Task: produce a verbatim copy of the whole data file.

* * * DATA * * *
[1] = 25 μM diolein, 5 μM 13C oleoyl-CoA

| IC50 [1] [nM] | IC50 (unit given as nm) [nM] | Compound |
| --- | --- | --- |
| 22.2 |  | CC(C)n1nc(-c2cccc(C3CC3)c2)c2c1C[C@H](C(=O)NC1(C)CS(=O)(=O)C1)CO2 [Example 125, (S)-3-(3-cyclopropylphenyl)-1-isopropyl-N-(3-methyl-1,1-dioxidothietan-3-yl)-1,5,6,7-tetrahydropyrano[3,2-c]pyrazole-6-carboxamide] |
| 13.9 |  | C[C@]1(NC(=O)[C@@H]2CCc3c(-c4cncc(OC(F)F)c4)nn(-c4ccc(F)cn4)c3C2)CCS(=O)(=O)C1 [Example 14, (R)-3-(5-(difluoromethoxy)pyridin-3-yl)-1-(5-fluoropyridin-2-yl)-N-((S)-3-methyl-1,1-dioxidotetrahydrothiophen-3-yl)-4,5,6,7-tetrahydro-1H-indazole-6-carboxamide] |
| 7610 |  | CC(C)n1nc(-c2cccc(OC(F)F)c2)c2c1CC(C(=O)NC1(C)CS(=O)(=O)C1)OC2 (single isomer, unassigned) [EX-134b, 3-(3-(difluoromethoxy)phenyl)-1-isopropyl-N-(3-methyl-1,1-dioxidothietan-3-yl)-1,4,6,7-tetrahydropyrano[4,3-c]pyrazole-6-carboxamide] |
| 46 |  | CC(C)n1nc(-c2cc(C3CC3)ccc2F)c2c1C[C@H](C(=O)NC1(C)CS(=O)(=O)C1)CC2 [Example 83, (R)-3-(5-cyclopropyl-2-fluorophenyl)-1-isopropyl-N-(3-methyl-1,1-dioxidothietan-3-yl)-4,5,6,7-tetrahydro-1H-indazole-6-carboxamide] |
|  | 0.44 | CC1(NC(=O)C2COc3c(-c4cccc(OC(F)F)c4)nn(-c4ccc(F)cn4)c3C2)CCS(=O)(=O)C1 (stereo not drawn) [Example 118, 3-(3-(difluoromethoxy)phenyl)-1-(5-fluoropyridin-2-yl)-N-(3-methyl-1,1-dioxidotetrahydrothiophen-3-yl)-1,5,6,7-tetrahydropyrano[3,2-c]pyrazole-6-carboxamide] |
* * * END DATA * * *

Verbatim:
[1] = 25 μM diolein, 5 μM 13C oleoyl-CoA

| IC50 [1] [nM] | IC50 (unit given as nm) [nM] | Compound |
| --- | --- | --- |
| 22.2 |  | CC(C)n1nc(-c2cccc(C3CC3)c2)c2c1C[C@H](C(=O)NC1(C)CS(=O)(=O)C1)CO2 [Example 125, (S)-3-(3-cyclopropylphenyl)-1-isopropyl-N-(3-methyl-1,1-dioxidothietan-3-yl)-1,5,6,7-tetrahydropyrano[3,2-c]pyrazole-6-carboxamide] |
| 13.9 |  | C[C@]1(NC(=O)[C@@H]2CCc3c(-c4cncc(OC(F)F)c4)nn(-c4ccc(F)cn4)c3C2)CCS(=O)(=O)C1 [Example 14, (R)-3-(5-(difluoromethoxy)pyridin-3-yl)-1-(5-fluoropyridin-2-yl)-N-((S)-3-methyl-1,1-dioxidotetrahydrothiophen-3-yl)-4,5,6,7-tetrahydro-1H-indazole-6-carboxamide] |
| 7610 |  | CC(C)n1nc(-c2cccc(OC(F)F)c2)c2c1CC(C(=O)NC1(C)CS(=O)(=O)C1)OC2 (single isomer, unassigned) [EX-134b, 3-(3-(difluoromethoxy)phenyl)-1-isopropyl-N-(3-methyl-1,1-dioxidothietan-3-yl)-1,4,6,7-tetrahydropyrano[4,3-c]pyrazole-6-carboxamide] |
| 46 |  | CC(C)n1nc(-c2cc(C3CC3)ccc2F)c2c1C[C@H](C(=O)NC1(C)CS(=O)(=O)C1)CC2 [Example 83, (R)-3-(5-cyclopropyl-2-fluorophenyl)-1-isopropyl-N-(3-methyl-1,1-dioxidothietan-3-yl)-4,5,6,7-tetrahydro-1H-indazole-6-carboxamide] |
|  | 0.44 | CC1(NC(=O)C2COc3c(-c4cccc(OC(F)F)c4)nn(-c4ccc(F)cn4)c3C2)CCS(=O)(=O)C1 (stereo not drawn) [Example 118, 3-(3-(difluoromethoxy)phenyl)-1-(5-fluoropyridin-2-yl)-N-(3-methyl-1,1-dioxidotetrahydrothiophen-3-yl)-1,5,6,7-tetrahydropyrano[3,2-c]pyrazole-6-carboxamide] |